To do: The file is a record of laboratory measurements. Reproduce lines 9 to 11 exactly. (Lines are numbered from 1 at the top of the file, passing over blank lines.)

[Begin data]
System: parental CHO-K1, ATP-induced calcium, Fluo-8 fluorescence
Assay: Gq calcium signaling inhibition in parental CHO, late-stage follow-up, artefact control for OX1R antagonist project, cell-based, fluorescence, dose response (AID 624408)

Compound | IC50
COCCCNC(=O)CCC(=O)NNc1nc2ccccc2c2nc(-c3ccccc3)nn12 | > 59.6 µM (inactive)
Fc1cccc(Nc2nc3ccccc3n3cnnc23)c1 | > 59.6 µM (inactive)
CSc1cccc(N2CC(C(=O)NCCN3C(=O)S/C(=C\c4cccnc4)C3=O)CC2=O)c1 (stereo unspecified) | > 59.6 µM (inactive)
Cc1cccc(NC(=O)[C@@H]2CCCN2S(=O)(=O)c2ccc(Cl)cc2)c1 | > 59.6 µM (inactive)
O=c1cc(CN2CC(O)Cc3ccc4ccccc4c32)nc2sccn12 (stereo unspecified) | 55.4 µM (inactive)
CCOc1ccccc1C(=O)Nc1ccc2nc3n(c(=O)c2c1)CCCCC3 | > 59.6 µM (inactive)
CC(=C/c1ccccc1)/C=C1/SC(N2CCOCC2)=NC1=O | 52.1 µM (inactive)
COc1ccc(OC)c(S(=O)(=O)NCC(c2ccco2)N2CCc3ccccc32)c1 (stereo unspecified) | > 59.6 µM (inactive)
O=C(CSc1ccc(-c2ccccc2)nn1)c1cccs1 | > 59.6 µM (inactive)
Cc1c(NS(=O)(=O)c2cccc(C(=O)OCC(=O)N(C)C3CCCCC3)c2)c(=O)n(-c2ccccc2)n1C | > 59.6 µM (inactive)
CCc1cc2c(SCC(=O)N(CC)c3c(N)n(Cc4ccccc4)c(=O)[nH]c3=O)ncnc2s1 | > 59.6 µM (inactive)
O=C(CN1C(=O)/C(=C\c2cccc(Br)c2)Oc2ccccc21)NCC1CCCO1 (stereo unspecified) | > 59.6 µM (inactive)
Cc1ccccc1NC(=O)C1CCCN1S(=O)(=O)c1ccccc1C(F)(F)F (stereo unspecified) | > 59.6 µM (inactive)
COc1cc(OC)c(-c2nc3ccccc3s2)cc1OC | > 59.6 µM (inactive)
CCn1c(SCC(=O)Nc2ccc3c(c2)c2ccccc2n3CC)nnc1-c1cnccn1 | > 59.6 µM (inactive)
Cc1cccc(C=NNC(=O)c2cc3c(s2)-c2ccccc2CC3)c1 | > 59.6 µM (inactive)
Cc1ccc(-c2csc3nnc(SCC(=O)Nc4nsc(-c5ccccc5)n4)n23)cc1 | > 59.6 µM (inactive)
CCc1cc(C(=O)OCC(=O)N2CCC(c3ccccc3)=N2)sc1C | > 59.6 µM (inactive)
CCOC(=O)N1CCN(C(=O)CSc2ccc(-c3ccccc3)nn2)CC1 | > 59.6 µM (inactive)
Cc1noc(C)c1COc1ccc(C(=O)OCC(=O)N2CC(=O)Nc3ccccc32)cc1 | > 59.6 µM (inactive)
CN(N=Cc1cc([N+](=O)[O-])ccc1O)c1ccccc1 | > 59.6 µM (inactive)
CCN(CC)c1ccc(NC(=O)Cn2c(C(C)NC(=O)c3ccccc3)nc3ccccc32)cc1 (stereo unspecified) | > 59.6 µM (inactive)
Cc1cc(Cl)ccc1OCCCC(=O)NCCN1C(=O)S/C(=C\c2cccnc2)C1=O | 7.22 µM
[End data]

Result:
CCOc1ccccc1C(=O)Nc1ccc2nc3n(c(=O)c2c1)CCCCC3 | > 59.6 µM (inactive)
CC(=C/c1ccccc1)/C=C1/SC(N2CCOCC2)=NC1=O | 52.1 µM (inactive)
COc1ccc(OC)c(S(=O)(=O)NCC(c2ccco2)N2CCc3ccccc32)c1 (stereo unspecified) | > 59.6 µM (inactive)